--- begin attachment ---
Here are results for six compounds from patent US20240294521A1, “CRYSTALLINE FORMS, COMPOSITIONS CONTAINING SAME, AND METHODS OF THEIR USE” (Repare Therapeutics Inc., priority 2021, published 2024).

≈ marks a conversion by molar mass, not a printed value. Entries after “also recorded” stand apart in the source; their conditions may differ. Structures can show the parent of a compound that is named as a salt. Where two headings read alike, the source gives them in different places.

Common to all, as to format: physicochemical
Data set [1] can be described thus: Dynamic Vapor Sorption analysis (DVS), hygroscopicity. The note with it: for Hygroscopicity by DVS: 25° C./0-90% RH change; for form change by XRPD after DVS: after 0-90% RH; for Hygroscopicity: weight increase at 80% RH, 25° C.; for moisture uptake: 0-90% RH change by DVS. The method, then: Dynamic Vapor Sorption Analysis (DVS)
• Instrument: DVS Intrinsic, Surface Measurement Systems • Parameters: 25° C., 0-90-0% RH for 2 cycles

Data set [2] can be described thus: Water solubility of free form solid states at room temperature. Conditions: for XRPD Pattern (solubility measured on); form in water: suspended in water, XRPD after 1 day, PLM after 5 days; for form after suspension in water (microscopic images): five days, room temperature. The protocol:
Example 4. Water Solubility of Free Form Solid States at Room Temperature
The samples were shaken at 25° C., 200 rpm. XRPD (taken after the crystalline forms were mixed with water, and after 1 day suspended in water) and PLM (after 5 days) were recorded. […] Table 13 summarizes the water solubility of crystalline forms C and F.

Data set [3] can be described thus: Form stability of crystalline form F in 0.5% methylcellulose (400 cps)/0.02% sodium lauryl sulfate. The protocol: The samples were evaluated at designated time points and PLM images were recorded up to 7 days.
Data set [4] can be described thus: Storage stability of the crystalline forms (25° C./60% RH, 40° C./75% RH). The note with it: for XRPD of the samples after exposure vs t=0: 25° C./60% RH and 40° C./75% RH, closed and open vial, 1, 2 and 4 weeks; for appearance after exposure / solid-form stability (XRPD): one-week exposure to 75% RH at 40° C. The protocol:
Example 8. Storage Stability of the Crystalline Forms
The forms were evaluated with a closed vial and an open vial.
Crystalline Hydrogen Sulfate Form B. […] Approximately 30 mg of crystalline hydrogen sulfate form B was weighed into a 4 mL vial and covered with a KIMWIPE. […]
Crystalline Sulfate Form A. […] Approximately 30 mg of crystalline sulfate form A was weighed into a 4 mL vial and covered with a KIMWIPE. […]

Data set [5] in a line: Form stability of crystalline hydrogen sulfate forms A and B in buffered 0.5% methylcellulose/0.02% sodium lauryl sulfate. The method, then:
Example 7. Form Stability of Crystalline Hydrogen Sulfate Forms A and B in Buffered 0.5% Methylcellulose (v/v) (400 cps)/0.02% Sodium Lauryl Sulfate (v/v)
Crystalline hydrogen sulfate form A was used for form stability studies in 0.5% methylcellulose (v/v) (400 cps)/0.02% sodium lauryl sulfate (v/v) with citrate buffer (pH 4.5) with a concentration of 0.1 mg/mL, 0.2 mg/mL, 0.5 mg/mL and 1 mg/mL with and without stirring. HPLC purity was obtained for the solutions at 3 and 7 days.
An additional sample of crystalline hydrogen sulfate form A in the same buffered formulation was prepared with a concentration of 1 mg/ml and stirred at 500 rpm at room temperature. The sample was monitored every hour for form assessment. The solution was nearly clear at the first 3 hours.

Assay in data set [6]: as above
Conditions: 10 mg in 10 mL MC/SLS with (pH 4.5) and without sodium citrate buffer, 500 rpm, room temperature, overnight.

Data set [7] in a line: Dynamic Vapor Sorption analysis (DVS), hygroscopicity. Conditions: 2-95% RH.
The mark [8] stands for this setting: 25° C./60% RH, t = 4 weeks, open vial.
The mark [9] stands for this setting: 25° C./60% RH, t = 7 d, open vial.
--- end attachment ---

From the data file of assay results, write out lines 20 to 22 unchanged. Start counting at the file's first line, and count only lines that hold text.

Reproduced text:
Conditions: 10 mg in 10 mL MC/SLS with (pH 4.5) and without sodium citrate buffer, 500 rpm, room temperature, overnight.

Data set [7] in a line: Dynamic Vapor Sorption analysis (DVS), hygroscopicity. Conditions: 2-95% RH.
The mark [8] stands for this setting: 25° C./60% RH, t = 4 weeks, open vial.